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What are the Different Types of Botox&Reg; Treatments?

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  • Written By: R. Grieser
  • Edited By: Angela B.
  • Last Modified Date: 03 November 2016
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Botox® is the brand name for onabotulinumtoxinA. This is a poison created by a type of bacteria known as Clostridium botulinum, which causes the potentially fatal food poisoning known as botulism. Botox® is a beauty product produced and marketed since 2002 by pharmaceutical company Allergan. Botox® treatments in injection form are used to temporarily reduce deep-set wrinkles between the eyebrows by paralyzing the muscles. While primarily thought of as a cosmetic treatment, Botox® has also shown success in treating migraines; hyperhidrosis, or excessive sweat; blepharospasm, or involuntary blinking; and achalasia, or failure of the lower esophageal sphincter to relax.

Cosmetic Botox® treatments, which are only approved for people between the ages of 18 and 65, involve having a doctor or other licensed professional inject the toxin directly into the affected area. The toxin then paralyzes the muscles in the area, preventing the facial movements that cause the wrinkles. A treatment’s effectiveness usually lasts from three to six months. Injections are rather expensive, often require more than one per treatment, and must be repeated as the treatment begins to wear off if continued results are to be seen.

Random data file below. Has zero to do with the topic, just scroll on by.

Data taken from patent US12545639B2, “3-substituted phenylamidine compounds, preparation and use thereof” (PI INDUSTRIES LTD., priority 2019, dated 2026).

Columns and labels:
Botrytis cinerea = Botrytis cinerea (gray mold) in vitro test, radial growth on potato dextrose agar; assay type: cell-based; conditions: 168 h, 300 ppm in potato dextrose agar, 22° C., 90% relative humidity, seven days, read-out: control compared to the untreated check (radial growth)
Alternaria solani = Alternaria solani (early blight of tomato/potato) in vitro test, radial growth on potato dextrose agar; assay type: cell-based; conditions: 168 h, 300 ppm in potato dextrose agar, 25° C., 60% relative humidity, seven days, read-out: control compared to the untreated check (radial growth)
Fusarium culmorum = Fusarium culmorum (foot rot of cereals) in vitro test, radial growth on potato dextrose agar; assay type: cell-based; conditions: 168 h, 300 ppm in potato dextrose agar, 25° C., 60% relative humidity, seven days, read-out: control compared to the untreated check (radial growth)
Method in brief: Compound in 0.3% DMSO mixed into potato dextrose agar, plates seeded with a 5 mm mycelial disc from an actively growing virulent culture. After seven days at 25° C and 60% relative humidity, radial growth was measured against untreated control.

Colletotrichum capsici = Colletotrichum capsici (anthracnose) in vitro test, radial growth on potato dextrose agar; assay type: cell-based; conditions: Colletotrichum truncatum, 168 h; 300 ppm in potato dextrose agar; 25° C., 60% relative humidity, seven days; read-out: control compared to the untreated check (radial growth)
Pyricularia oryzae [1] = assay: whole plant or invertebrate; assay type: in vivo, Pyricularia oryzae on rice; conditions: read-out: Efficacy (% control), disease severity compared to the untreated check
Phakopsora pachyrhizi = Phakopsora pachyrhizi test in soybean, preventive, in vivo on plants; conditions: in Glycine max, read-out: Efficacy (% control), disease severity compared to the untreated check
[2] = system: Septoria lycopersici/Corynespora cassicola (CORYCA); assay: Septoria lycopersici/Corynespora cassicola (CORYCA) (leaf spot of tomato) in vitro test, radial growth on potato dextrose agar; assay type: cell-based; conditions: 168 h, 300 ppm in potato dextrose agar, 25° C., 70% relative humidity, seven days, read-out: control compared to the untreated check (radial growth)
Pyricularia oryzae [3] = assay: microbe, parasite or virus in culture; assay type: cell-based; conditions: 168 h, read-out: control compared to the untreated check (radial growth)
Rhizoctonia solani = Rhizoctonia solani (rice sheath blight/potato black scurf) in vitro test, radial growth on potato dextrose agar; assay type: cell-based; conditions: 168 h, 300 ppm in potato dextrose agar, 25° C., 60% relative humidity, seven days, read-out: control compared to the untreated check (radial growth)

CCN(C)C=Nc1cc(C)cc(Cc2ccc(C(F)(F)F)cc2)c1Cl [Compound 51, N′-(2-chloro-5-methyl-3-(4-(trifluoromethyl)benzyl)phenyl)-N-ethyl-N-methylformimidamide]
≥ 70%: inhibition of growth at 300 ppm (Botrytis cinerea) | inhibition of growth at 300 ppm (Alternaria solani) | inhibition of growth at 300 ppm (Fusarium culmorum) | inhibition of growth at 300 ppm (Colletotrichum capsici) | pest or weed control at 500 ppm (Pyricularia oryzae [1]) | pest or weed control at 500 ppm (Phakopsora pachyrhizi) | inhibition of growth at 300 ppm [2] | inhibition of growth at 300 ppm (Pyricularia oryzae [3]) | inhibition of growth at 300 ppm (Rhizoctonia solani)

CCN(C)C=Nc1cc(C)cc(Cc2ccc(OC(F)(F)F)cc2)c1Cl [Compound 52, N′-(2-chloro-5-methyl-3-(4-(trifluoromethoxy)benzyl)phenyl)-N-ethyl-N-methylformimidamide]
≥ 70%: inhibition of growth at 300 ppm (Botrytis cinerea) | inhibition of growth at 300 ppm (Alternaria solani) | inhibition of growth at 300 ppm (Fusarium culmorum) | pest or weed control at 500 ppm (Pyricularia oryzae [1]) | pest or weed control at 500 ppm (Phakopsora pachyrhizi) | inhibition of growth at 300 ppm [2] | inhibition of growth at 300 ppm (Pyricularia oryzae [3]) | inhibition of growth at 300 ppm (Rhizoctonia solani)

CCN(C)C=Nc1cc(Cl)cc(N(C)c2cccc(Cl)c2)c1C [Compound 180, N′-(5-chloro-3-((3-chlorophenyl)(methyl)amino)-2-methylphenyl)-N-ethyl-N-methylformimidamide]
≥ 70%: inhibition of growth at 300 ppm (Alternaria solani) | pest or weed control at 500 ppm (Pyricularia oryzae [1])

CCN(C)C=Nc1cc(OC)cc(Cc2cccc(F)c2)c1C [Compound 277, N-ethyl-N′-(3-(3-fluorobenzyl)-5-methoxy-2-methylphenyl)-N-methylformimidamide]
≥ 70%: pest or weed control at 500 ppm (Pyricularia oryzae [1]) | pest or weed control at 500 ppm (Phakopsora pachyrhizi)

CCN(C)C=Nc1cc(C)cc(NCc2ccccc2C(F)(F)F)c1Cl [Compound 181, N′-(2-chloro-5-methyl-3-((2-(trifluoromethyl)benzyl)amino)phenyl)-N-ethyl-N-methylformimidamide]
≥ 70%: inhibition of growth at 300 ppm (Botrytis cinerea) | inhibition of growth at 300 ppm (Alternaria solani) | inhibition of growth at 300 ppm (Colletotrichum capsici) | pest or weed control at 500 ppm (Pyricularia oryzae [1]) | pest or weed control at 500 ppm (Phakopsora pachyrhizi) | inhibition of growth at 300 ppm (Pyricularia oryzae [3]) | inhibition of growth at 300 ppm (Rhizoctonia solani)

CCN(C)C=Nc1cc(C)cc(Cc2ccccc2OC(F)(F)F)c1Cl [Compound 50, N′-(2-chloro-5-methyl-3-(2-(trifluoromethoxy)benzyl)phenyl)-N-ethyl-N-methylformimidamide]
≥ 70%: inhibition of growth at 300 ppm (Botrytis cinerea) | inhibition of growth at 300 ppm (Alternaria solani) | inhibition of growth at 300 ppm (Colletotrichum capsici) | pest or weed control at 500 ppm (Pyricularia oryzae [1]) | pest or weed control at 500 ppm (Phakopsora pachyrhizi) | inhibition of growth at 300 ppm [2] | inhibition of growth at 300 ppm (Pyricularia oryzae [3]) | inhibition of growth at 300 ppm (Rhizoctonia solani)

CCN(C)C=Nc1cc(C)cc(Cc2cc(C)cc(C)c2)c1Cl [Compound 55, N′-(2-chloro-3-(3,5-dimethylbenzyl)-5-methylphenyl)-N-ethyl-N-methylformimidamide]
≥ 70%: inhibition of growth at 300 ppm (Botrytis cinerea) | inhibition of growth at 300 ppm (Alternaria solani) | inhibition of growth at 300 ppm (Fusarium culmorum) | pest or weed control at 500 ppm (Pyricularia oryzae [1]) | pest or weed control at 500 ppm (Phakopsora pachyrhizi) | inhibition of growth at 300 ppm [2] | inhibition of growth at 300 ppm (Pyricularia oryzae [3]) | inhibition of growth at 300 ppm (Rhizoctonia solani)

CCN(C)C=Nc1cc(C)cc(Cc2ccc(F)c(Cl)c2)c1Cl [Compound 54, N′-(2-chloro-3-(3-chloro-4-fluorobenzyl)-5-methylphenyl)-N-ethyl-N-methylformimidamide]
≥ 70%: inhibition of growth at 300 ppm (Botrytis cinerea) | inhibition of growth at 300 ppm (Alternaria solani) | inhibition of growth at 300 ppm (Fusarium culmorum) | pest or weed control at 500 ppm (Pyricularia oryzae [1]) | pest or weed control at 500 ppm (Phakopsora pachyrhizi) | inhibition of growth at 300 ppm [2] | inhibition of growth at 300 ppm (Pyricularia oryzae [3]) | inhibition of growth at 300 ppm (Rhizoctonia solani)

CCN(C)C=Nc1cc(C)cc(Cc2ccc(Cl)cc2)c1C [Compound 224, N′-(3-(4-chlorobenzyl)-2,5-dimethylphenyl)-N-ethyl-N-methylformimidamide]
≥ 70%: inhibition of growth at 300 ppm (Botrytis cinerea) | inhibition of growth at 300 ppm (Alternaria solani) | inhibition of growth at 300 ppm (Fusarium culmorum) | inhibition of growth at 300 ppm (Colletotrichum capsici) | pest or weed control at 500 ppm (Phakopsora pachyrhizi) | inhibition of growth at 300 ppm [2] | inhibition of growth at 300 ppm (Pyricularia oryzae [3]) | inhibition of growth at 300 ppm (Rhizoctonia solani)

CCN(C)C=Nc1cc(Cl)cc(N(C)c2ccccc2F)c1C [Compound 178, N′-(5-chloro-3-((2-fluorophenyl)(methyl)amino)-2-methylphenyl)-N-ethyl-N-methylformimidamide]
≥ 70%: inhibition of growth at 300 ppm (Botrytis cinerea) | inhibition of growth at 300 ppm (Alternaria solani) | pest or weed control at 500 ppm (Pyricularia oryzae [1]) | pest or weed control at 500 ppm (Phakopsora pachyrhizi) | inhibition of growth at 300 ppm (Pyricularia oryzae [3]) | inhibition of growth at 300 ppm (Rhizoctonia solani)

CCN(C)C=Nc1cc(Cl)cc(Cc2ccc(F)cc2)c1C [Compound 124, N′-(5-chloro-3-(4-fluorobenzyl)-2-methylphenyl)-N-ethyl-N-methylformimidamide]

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Botox® treatments also have been shown effective in treating hyperhidrosis, which is a condition characterized by excess sweating. Injections of Botox® in the right areas can paralyze the nerves that signal the body to start sweating. This particular treatment can last from six months to a year, though the cost is often prohibitive and the injections are typically not covered by insurance.

Achalasia is an esophageal condition in which nerves of the esophagus muscle and the sphincter, or valve, separating the esophagus from the stomach fail to do their job. The result is that it can be hard to get food and water through the esophagus to the stomach. Botox® injected into the esophageal sphincter can weaken the valve and allow food and beverages into the stomach. It is, again, a treatment that must be repeated regularly to see continued results, and it is possible that the injections will negatively affect the outcome of any subsequent surgery to treat the condition.

Botox®’s function as a cosmetic treatment for wrinkles was first noted by doctors using it to treat blepharospasm, an involuntary blinking, and other conditions affecting the muscles of the eye. In severe cases of blepharospasm, the patient may blink so much that, for all intents and purposes, he is blind. Botox® injections target the muscles causing the spasms that lead to the blinking.

Migraines also have shown improvement with Botox® treatments. Injecting the toxin into muscles of the upper head — the forehead and brow area, the eyes, and the sides and back of the head — has been shown to relieve migraine pain for as much as six months. While its medical use for blepharospasm led doctors to discover the cosmetic uses of Botox® it was, at least in part, the cosmetic use that led doctors to realize its medical benefit to migraines.

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